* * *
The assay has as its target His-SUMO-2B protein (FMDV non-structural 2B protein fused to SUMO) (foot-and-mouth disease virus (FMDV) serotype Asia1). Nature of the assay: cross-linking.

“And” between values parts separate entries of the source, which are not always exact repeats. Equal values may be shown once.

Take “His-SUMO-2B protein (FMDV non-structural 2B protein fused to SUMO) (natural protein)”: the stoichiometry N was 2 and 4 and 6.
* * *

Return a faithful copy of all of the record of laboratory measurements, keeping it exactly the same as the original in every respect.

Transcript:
The assay has as its target His-SUMO-2B protein (FMDV non-structural 2B protein fused to SUMO) (foot-and-mouth disease virus (FMDV) serotype Asia1). Nature of the assay: cross-linking.

“And” between values parts separate entries of the source, which are not always exact repeats. Equal values may be shown once.

Take “His-SUMO-2B protein (FMDV non-structural 2B protein fused to SUMO) (natural protein)”: the stoichiometry N was 2 and 4 and 6.